Murray Engleheart has reported some big news on Facebook about Axl Rose and AC/DC.
Engleheart wrote, “Speculate all you want but I’ve said it before and I’ll say it again: AC/DC will continue with Axl on vocals – new album, touring, the whole nine yards. What was a massive gamble by Angus turned out to be an equally enormous triumph that has set the scene for the future.”
Murray Engleheart is one of Australia’s most respected music writers with a career that spans more than a quarter of a century. He is a noted authority on AC/DC and has interviewed the members of the band on numerous occasions.
He wrote the books AC/DC Maximum Rock and Roll: The Ultimate Story of the World’s Greatest Rock and Roll Band in 2006 and Blood, Sweat and Beers: Oz Rock from the Aztecs to Rose Tattoo in 2010.
Brian Johnson left AC/DC in early 2016 due to hearing problems, and he was replaced by Guns N’ Roses frontman Axl Rose. Bassist Cliff Williams retired from the band at the end of the 2016 North American tour. Johnson recently told The Sunday Times about his exit from AC/DC and hearing issues.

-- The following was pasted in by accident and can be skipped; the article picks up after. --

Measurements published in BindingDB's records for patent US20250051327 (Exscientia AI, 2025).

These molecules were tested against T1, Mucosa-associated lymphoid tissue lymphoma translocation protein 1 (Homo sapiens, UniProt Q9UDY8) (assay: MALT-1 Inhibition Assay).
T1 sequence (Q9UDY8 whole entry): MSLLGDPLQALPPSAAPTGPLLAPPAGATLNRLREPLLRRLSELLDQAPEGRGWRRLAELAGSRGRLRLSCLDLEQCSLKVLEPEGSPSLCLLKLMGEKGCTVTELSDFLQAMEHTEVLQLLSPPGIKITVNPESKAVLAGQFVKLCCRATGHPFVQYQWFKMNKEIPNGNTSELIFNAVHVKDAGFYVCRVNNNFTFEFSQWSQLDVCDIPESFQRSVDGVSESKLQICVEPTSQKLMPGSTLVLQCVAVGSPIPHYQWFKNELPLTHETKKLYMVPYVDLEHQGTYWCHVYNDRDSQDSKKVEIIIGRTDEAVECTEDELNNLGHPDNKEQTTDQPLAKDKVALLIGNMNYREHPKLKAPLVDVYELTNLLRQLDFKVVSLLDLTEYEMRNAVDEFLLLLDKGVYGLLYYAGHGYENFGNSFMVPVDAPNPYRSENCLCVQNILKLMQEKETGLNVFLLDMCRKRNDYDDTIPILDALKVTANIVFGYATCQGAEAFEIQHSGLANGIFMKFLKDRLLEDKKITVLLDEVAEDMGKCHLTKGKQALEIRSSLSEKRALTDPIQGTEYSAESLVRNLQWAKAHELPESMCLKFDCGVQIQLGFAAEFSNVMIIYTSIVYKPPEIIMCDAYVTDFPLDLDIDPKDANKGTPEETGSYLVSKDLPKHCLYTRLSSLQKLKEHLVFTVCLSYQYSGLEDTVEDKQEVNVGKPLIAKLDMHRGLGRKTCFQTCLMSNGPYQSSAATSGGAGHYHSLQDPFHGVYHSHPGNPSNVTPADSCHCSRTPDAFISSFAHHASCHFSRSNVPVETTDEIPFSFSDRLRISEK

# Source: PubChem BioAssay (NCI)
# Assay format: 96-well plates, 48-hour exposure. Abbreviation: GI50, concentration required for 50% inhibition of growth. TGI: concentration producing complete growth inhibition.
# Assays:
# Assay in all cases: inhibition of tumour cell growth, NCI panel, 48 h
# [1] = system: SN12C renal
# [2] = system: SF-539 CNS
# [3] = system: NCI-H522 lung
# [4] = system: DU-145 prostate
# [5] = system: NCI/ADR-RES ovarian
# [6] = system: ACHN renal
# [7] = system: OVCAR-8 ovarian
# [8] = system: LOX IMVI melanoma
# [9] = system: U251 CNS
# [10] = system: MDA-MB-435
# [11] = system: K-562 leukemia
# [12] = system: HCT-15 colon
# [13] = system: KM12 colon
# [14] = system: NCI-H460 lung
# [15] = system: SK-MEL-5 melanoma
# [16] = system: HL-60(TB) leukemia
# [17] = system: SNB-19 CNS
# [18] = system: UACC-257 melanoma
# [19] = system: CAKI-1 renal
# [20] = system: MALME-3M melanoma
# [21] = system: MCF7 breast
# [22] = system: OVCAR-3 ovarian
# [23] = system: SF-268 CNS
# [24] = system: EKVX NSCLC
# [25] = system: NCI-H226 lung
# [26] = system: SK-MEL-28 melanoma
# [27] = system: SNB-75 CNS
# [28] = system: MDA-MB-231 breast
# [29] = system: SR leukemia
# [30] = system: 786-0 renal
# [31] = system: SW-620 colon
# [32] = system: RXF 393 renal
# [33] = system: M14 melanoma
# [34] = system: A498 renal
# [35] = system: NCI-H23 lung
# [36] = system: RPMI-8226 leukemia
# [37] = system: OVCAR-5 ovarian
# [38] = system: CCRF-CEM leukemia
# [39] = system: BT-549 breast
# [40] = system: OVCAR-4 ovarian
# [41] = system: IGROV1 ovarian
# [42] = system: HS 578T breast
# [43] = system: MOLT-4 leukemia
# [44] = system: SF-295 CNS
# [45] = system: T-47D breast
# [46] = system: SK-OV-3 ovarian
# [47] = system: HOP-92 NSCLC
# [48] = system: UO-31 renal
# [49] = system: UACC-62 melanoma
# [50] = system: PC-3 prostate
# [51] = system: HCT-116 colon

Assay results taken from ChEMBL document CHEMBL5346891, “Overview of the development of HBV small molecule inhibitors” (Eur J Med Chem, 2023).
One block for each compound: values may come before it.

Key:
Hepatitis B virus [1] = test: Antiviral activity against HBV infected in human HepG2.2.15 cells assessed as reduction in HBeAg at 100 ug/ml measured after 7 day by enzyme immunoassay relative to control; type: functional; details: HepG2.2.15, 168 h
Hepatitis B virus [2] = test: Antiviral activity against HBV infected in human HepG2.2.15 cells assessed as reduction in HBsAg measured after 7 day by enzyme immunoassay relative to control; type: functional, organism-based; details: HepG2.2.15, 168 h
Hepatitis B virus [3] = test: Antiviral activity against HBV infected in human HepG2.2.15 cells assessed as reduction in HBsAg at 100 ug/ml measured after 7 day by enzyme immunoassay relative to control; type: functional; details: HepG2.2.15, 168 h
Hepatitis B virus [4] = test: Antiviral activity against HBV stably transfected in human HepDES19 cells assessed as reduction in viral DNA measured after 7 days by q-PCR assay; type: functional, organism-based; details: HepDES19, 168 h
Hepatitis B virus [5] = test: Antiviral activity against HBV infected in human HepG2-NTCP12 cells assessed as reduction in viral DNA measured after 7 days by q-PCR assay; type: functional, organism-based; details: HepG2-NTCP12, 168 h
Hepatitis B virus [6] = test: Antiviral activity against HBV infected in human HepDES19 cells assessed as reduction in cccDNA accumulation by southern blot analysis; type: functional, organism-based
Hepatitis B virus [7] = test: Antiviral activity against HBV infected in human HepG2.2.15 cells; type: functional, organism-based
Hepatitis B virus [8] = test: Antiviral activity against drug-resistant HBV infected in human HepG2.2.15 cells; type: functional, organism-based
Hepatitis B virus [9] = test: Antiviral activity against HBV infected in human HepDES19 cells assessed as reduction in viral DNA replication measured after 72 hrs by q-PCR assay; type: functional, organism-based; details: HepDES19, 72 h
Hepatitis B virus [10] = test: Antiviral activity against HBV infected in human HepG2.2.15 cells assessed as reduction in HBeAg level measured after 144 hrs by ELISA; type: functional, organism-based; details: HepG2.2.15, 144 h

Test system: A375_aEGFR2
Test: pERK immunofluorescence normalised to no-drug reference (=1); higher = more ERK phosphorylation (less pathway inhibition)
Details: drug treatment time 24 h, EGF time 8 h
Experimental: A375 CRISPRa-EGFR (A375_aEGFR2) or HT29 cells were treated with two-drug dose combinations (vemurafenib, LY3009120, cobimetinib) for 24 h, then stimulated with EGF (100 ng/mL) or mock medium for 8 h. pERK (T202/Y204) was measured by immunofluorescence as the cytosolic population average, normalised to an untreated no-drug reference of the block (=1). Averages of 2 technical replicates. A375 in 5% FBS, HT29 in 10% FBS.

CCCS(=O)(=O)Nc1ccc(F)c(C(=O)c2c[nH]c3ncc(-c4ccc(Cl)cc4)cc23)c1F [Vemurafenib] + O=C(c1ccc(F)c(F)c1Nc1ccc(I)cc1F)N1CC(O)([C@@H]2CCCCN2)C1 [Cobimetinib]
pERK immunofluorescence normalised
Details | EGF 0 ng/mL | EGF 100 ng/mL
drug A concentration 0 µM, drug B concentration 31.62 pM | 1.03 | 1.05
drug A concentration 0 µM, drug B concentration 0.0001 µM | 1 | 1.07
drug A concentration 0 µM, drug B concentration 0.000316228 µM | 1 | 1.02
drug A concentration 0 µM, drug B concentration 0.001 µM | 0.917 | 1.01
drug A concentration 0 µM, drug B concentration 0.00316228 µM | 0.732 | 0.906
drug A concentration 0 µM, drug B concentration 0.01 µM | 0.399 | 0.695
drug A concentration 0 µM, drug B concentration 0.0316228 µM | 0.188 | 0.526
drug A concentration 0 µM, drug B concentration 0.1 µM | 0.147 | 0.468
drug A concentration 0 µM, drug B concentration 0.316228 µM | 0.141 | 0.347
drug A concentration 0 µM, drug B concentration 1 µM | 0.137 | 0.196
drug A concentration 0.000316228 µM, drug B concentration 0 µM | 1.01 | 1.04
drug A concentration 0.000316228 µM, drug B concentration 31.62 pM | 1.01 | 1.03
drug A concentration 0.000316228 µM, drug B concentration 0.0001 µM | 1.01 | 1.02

“On stage, it was getting harder and harder to hear the guitars, even hear the keys, and I was basically going on muscle memory,” Brian said. “And I’m not the kind of guy who likes to cheat. The way I look at it, I had a great run.”
Murray Engleheart’s AC/DC book is described as: “Who knew when the Young family emigrated from Glasgow to Sydney in the early sixties that the family’s youngest lads would go on to lead one of the world’s most loved and respected rock bands? Who knew that some of their biggest fans would end up being their own heroes, The Rolling Stones? That streets in Melbourne and Madrid would be officially named in their honour? That they would play to two million people at a single concert in Moscow? For the first time, Murray Engleheart along with Arnaud Durieux tells the full story of Australia’s greatest and loudest rock n’ rock export. Not only did they manage to emerge from the tragic death of legendary singer, Bon Scott in 1980. But in a bitter sweet irony, the band’s fortunes and status skyrocketed around the world with Scott’s replacement, Brian Johnson and the album, Back In Black. More than 25 years on, AC/DC show no sign of slowing down and are more an institution than simply a rock band. Try and imagine a world without them.”